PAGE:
2016 Subaru BRZ Review – The Other Half of the Toyota/Scion and Subaru Partnership

When Toyota decided to bring back the sportiness in their line of cars, they decided to go for a throwback to the sporty 80’s with the Toyota 86, but it did not, however, wasn’t done by Toyota alone, the 86 shares the engine of the Subaru WRX’ flat four making the 86 a joint project by Toyota and Subaru; the result is that Toyota, Scion, and Subaru offers the car in three different names, namely: 86/GT-86, FRS, and the 2016 Subaru BRZ. But does the BRZ differ the least bit with its siblings? Let’s find out.

2016 Subaru BRZ Review - The Other Half of the Toyota/Scion and Subaru Partnership

The Difference in the 2016 Subaru BRZ Lies in its Interiors and Tech Packages

On the outside, the only difference of the 2016 Subaru BRZ to the other cars are the badges and slightly different front and rear bumper designs, the rest, if you don’t know what you’re looking for, are hard to mistake one car for another. Under the hood is Subaru’s own 2.0-liter flat four or a boxer engine with four cylinders making for a low center of gravity as the engine is mounted very low to the chassis and is positioned behind the front wheels as the engine itself is so compact, it reduces front overhang making for a better weight distribution. The flat four is mated to a 6-speed manual that delivers the 200 horses to the rear wheels.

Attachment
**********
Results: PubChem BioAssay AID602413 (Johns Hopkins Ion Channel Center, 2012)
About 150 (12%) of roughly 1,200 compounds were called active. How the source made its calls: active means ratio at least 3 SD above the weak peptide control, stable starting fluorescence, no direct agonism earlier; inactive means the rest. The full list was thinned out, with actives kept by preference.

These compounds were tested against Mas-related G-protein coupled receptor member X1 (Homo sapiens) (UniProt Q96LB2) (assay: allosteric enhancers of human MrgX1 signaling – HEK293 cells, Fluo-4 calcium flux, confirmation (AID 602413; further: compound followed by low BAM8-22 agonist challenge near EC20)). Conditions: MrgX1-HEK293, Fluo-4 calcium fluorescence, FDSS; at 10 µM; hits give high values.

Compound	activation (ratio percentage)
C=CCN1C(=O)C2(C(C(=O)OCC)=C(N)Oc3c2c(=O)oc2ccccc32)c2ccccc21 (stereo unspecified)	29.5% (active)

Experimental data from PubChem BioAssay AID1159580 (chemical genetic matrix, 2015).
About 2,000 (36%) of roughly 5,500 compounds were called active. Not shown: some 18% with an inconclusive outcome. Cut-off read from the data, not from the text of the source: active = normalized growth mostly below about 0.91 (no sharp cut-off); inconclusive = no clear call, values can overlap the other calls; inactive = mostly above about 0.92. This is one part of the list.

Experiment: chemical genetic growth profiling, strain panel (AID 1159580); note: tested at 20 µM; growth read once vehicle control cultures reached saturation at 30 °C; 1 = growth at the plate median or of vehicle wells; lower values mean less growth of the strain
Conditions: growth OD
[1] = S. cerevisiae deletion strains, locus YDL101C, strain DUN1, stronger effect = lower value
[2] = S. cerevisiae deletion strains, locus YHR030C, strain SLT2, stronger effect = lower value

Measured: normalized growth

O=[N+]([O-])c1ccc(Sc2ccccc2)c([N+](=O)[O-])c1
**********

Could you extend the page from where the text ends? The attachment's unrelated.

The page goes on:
For 2016, the Subaru BRZ gets a refreshed touch screen MFD and a standard rear view camera. Obviously the MFD features the marquee’s own UI. The interior is simple and pleasant which features both Subaru and Toyota touches. Standard features include navigation, HD radio, Bluetooth, and aux inputs. The seats are bolstered enough to keep you seated when attacking corners as well as keeping you comfy on long hauls. Quite rare for these types of sports coupes is a backseat which is good for children maybe, as legroom and headroom is very limited.Trunk space is also limited but practical use is second priority for the BRZ anyway.

Driving performance is the primary focus of the BRZ; while there are 200 horses, it feels tame because the BRZ is not meant to be a very fast car. The BRZ is meant to be used on winding roads where its dimensions and superb handling come into play; not to mention it’s quite a happy car when it lets the rear end slide a bit giving you a smile as you carve those corners.

The chassis is light and well-balanced in the 2016 Subaru BRZ. Steering feedback is spot on. You’d be surprised that this sports coupe delivers decent fuel economy. However, the back seats are a welcome addition but is mostly useless for adult use, and the trunk is very limited. Lacks power for a thrilling ride on straights. Ultimately, the Subaru BRZ is a back to basics sports coupe that gives you smiles while delivering tofu down mount Akina.

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